Just before sunrise, she steamed by . . . and passed B. Franklin Reinauer in the city of Benjamin Franklin himself.

All fotos by Will Van Dorp.

The other three dredges are Wheeler, Essayons, and Yaquina.   For comparison info about the four, click here.  For Bert Visser’s directory with fotos of all the large dredgers in the world, click here.

For a post on Delaware River tugs from 2010, click here.  What I’d like to see one of these days is the loading of livestock down in Wilmington.    Currently, Falconia is at the dock;  I saw her from the highway on Friday.

Nanticoke

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Choptank . . .

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Nanticoke again . . .

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Wye River . . . though it looks the same as Nanticoke and Choptank.

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Christiana . . . is in a different class, for Vane, although she looks a lot like a certain Reinauer.

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Chesapeake . . . thought it could be –at least to my eye– either Wye River, Choptank, or Nanticoke.

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Wye River . . . although it could be Chesapeake with nameboards switched?? [No, there’s a slight window difference in the wheelhouse.]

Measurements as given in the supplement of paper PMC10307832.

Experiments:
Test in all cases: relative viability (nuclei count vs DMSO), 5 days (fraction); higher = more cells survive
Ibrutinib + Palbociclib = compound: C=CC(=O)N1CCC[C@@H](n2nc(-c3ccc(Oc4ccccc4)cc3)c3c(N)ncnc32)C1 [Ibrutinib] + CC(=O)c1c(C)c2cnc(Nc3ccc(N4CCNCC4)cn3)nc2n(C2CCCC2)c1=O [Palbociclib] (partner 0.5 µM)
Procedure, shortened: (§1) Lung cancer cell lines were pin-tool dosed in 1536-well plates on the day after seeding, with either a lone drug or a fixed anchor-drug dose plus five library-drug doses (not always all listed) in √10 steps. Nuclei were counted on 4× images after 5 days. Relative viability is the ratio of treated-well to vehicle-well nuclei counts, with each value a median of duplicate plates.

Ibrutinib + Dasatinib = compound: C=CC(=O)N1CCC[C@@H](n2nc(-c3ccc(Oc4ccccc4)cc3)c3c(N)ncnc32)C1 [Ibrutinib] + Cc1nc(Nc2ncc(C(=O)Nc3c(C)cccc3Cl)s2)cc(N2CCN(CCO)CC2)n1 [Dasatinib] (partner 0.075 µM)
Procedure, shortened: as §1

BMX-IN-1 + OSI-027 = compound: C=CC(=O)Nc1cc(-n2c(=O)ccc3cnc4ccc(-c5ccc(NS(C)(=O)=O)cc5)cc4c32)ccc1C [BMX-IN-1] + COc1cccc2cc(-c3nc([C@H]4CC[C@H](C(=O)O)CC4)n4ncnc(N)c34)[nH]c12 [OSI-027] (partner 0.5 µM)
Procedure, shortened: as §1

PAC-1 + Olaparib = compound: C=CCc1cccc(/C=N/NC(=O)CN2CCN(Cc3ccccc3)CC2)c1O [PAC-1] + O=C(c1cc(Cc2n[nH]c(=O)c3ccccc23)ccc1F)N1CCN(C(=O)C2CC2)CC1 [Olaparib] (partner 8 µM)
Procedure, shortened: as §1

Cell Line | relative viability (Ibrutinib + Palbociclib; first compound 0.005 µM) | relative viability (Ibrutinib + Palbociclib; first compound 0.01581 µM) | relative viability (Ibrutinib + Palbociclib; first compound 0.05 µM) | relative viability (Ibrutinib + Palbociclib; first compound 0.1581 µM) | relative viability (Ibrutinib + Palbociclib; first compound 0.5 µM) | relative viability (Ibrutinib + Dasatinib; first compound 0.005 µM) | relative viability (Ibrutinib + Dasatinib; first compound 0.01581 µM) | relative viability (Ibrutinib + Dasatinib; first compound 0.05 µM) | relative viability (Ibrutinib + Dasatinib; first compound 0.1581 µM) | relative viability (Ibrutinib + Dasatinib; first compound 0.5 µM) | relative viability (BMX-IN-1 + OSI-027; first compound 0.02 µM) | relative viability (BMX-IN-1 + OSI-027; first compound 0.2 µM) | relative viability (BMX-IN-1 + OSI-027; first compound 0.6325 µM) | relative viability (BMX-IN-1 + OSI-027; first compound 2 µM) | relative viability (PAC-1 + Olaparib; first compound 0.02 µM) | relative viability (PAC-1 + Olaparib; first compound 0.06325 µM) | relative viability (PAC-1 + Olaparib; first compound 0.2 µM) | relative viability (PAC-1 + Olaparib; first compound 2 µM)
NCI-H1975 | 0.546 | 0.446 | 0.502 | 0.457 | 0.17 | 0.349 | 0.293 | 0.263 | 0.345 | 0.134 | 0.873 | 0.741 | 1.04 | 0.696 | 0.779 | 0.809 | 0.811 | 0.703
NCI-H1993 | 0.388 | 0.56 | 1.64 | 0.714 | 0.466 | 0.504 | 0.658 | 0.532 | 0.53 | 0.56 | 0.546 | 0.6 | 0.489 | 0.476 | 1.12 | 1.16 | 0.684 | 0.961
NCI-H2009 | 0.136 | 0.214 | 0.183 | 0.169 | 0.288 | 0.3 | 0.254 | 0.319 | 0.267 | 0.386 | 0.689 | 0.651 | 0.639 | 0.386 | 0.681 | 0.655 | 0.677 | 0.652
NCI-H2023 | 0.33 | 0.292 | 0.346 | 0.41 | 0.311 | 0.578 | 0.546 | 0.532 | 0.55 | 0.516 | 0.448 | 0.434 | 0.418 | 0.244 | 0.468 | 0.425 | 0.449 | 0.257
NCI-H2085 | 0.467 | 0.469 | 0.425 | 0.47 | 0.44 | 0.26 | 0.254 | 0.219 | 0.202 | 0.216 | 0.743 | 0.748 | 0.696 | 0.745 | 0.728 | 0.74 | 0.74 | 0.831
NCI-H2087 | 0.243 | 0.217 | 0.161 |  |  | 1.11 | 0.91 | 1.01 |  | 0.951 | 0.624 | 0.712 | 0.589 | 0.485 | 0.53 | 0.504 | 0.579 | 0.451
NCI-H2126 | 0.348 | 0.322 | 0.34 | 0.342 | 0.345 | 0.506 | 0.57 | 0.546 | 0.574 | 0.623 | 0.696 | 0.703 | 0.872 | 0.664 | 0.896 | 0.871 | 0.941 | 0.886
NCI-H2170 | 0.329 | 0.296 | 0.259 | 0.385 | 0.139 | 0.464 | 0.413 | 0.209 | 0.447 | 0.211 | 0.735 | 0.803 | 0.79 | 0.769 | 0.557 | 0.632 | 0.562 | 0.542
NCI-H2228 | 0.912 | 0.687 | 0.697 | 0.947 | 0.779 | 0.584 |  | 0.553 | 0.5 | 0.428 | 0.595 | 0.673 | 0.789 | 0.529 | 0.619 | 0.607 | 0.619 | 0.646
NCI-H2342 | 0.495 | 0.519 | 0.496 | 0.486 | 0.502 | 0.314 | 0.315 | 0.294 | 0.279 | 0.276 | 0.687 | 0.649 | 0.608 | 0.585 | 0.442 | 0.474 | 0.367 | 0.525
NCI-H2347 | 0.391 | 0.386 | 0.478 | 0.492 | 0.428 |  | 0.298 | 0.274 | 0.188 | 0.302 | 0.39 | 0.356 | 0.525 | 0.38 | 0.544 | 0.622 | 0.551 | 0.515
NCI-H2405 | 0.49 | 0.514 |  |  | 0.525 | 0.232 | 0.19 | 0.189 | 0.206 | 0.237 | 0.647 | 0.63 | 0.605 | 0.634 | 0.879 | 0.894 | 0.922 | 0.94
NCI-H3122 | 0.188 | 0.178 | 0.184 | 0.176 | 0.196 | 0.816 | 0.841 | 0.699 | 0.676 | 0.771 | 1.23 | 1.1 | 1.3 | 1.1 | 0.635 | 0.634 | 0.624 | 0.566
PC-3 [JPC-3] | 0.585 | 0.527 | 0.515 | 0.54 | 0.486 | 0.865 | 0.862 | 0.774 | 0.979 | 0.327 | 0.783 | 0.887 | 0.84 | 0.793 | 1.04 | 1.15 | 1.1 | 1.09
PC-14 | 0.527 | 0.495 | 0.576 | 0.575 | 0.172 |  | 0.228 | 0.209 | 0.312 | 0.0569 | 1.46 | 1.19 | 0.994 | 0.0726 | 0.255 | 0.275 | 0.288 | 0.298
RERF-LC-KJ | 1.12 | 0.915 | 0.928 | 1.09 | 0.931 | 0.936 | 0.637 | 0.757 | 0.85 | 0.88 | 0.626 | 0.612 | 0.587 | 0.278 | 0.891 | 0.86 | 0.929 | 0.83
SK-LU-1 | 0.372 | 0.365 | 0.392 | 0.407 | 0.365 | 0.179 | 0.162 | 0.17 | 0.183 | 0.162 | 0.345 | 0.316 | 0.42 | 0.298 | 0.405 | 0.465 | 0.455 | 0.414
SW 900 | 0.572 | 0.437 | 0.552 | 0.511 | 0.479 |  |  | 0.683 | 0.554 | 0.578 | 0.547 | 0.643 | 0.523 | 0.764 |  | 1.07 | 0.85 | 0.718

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The nameboards say Wicomico.

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Wicomico again.

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Wicomico a third time, passing what  looks like Charles D. McAllister.

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Patapsco, according to the nameboards.

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Brandywine is a twin of Christiana.  At 6000 hp, they’re a smidgeon less than 1/3 more hp than the Patapsco class.

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aaaav15bOf that class, I’ve yet to see Patuxent, Anacostia, and Severn.

Has there ever been another company that had 15 identical (are there nuances I’ve missed??) tugboats?  And on the Patapsco class, why does the forward companionway lead starboard rather than port?

All fotos . . . Will Van Dorp.